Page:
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  #1  
Old 12-02-2001, 03:45 PM
Mr.W123
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Question Glow plug(s) or pre-glow timer relay problem?

The glow plug light stopped working a couple days ago, but the car still starts (hard) after waiting for the normal several seconds.
So yesterday after doing a search on here and reading the Haynes manual, I went to check the glow plugs. The Haynes manual and previous posts said to unplug the plug connector at the relay, connect the ohmmeter to ground and each of the numbered glow plug terminals. I should get a 12V or infinity reading, but I got zero for all five . I checked the strip fuse and it has current on both sides. Just for the hell of it I connected each of the terminals to one of the screws that holds the strip fuse in place and got readings for all but one of the terminals (middle one of the left row). With the glow plug connecter at the relay unplugged the glow plug light goes on and off like nothing is wrong. Is this normal? I didn't try to start the car with the connecter unplugged figuring it wouldn't work. Any help would be greatly appreciated .
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  #2  
Old 12-02-2001, 03:58 PM
LarryBible
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We can help you better if we know what year and model you are working on.

Have a great day,
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  #3  
Old 12-02-2001, 08:02 PM
Mr.W123
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Sorry about that. It's an 1982 300D Turbo.
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  #4  
Old 12-03-2001, 07:36 AM
LarryBible
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Thanks. This is a pin type glow plug engine. In many cases, even though the plugs continuity checks okay, they still are bad.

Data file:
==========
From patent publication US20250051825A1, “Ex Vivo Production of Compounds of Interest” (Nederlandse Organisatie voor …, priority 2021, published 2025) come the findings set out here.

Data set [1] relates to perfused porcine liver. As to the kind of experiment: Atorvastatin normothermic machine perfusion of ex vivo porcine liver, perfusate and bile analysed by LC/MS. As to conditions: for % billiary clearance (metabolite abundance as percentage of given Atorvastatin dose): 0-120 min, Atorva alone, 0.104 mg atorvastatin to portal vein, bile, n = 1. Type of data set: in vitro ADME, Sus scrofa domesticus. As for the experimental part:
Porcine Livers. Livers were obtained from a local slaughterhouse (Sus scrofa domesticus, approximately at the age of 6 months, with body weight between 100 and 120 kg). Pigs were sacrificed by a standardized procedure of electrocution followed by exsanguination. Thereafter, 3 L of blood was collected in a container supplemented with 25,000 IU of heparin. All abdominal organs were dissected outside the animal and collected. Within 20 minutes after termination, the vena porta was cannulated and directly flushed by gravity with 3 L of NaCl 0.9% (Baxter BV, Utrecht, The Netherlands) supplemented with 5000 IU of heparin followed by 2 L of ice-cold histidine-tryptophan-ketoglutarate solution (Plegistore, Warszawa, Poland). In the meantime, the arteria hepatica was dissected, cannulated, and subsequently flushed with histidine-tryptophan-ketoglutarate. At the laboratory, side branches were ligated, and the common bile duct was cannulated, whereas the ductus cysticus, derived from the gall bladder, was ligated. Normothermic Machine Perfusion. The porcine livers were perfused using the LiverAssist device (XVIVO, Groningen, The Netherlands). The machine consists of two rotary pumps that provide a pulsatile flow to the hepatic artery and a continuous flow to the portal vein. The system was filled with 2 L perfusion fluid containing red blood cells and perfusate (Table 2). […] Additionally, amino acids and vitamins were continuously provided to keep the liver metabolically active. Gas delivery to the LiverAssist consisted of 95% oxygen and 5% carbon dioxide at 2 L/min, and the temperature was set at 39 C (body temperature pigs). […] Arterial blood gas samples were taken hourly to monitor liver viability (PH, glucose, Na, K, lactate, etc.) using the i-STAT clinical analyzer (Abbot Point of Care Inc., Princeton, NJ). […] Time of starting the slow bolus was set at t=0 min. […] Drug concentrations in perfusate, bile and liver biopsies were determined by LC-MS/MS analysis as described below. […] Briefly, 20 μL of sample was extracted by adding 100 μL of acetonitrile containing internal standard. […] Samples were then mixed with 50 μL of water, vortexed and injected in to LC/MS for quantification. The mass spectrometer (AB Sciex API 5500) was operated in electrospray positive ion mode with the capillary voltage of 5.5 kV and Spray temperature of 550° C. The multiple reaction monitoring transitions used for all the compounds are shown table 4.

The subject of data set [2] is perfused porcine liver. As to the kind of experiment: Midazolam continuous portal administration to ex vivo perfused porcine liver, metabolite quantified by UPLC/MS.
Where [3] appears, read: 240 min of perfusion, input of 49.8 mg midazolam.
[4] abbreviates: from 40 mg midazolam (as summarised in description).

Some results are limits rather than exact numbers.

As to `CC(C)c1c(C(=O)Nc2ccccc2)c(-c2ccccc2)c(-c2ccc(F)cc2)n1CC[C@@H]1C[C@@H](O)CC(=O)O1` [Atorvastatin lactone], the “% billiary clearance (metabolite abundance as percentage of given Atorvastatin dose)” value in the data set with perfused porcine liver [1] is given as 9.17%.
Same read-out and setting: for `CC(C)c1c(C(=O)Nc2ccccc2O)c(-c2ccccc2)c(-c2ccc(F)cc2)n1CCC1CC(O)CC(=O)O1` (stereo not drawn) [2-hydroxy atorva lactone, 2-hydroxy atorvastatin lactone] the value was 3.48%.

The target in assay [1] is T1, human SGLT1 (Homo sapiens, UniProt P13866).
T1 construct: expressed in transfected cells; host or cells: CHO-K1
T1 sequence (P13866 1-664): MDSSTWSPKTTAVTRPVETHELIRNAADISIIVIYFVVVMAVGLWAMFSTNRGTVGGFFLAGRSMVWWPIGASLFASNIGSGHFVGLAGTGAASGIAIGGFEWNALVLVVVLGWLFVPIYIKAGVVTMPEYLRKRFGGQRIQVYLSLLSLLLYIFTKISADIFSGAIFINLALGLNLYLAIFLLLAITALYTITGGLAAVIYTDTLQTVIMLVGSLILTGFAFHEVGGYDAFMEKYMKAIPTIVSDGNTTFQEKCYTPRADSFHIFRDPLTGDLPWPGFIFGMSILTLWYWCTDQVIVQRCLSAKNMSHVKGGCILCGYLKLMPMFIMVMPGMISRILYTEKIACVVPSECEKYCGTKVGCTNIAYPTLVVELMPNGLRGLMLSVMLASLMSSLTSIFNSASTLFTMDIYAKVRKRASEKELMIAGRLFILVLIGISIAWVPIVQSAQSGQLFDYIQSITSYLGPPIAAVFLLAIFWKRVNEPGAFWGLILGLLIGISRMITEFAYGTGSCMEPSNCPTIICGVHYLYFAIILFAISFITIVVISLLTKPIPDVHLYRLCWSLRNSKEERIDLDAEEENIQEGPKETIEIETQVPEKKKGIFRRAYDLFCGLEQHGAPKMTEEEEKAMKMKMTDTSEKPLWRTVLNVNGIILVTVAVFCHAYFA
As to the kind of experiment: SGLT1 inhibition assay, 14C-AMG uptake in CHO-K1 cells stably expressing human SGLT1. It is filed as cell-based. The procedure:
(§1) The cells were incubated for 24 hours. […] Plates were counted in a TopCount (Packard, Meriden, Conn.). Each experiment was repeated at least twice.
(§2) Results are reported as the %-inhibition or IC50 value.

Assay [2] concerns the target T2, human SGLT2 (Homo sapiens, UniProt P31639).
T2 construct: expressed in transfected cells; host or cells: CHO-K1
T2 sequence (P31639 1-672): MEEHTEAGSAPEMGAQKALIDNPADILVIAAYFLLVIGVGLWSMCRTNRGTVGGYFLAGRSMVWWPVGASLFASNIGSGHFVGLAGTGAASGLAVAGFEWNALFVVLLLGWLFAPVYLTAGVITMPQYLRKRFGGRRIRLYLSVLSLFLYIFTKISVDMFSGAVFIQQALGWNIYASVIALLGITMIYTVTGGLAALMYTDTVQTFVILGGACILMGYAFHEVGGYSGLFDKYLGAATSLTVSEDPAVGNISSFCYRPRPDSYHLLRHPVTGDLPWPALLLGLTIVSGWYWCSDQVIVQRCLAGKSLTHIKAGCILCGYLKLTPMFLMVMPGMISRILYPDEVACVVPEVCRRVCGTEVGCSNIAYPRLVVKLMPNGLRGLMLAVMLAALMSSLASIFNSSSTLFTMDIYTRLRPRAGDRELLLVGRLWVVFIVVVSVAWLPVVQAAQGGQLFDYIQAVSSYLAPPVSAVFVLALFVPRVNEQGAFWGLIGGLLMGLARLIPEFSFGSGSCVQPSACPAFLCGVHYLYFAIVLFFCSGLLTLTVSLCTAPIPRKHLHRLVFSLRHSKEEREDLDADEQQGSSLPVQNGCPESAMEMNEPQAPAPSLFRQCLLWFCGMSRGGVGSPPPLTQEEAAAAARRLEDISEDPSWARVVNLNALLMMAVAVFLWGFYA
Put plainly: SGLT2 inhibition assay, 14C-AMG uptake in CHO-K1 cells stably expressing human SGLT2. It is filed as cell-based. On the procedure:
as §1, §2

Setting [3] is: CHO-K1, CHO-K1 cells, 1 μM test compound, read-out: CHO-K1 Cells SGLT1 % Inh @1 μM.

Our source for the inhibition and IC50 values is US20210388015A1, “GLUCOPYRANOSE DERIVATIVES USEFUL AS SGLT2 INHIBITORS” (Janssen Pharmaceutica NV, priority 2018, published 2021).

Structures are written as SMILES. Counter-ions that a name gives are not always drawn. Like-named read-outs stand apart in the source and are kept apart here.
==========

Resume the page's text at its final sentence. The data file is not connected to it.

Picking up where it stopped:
I would suggest that you replace all five glow plugs. In most cases this will make all the difference in the world. While you have them all out, check your harness by checking continuity between the disconnected plug at the relay to each of the eye terminals while disconnected from the plug. There should be continuity between each of the eye terminals and only one of the pins at the plug.

Good luck,
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  #5  
Old 12-04-2001, 06:18 PM
Mr.W123
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Thanks for the reply Larry. I'm getting the glow plugs tomorrow. I sure hope it's not the relay that needs to be replaced.
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  #6  
Old 12-05-2001, 08:01 AM
LarryBible
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From my experience, odds are heavily in your favor. If you replace all glow plugs, and you have good compression it will start like a new car.

Good luck,
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  #7  
Old 12-05-2001, 08:13 AM
NIC
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W123,

Changing all the plugs definately fixed my cold start problems. If you haven't, be sure to do a search on how-to re: changing plugs. You just about have to take off the metal fuel lines to get at the little devils and be prepared for some tedious extraction. Use 10W40 to smooth the way.